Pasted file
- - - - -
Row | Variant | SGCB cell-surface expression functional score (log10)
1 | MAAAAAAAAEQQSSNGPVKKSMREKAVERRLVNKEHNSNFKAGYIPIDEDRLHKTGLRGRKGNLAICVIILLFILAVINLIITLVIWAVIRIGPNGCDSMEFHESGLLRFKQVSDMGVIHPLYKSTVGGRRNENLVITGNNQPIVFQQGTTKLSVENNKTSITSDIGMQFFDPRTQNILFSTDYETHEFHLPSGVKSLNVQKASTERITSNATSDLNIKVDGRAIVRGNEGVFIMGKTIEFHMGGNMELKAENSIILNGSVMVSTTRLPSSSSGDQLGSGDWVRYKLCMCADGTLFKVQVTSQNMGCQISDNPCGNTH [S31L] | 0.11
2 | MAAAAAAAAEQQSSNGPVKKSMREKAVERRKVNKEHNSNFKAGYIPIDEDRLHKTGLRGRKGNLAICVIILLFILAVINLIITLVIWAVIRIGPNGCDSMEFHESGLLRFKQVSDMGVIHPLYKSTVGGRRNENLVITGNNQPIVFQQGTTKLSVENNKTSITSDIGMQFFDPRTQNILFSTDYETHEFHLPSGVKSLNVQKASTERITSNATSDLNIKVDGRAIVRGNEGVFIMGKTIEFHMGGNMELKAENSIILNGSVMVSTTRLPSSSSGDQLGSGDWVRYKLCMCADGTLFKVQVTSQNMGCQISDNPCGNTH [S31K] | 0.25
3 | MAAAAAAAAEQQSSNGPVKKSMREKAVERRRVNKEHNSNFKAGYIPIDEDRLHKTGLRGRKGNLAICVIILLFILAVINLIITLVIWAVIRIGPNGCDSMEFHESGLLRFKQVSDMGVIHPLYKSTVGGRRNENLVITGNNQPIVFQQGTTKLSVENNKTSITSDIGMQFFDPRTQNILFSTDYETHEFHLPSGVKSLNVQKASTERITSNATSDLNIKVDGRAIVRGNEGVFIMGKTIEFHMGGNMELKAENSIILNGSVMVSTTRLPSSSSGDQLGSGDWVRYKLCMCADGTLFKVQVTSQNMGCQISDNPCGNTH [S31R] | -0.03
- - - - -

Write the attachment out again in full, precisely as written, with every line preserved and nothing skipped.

Row | Variant | SGCB cell-surface expression functional score (log10)
1 | MAAAAAAAAEQQSSNGPVKKSMREKAVERRLVNKEHNSNFKAGYIPIDEDRLHKTGLRGRKGNLAICVIILLFILAVINLIITLVIWAVIRIGPNGCDSMEFHESGLLRFKQVSDMGVIHPLYKSTVGGRRNENLVITGNNQPIVFQQGTTKLSVENNKTSITSDIGMQFFDPRTQNILFSTDYETHEFHLPSGVKSLNVQKASTERITSNATSDLNIKVDGRAIVRGNEGVFIMGKTIEFHMGGNMELKAENSIILNGSVMVSTTRLPSSSSGDQLGSGDWVRYKLCMCADGTLFKVQVTSQNMGCQISDNPCGNTH [S31L] | 0.11
2 | MAAAAAAAAEQQSSNGPVKKSMREKAVERRKVNKEHNSNFKAGYIPIDEDRLHKTGLRGRKGNLAICVIILLFILAVINLIITLVIWAVIRIGPNGCDSMEFHESGLLRFKQVSDMGVIHPLYKSTVGGRRNENLVITGNNQPIVFQQGTTKLSVENNKTSITSDIGMQFFDPRTQNILFSTDYETHEFHLPSGVKSLNVQKASTERITSNATSDLNIKVDGRAIVRGNEGVFIMGKTIEFHMGGNMELKAENSIILNGSVMVSTTRLPSSSSGDQLGSGDWVRYKLCMCADGTLFKVQVTSQNMGCQISDNPCGNTH [S31K] | 0.25
3 | MAAAAAAAAEQQSSNGPVKKSMREKAVERRRVNKEHNSNFKAGYIPIDEDRLHKTGLRGRKGNLAICVIILLFILAVINLIITLVIWAVIRIGPNGCDSMEFHESGLLRFKQVSDMGVIHPLYKSTVGGRRNENLVITGNNQPIVFQQGTTKLSVENNKTSITSDIGMQFFDPRTQNILFSTDYETHEFHLPSGVKSLNVQKASTERITSNATSDLNIKVDGRAIVRGNEGVFIMGKTIEFHMGGNMELKAENSIILNGSVMVSTTRLPSSSSGDQLGSGDWVRYKLCMCADGTLFKVQVTSQNMGCQISDNPCGNTH [S31R] | -0.03